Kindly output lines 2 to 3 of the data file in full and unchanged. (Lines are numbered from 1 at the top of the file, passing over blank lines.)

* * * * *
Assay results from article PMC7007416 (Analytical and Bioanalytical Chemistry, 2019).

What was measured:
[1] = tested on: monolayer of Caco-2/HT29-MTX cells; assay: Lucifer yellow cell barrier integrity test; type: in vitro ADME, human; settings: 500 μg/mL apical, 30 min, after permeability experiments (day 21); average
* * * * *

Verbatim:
What was measured:
[1] = tested on: monolayer of Caco-2/HT29-MTX cells; assay: Lucifer yellow cell barrier integrity test; type: in vitro ADME, human; settings: 500 μg/mL apical, 30 min, after permeability experiments (day 21); average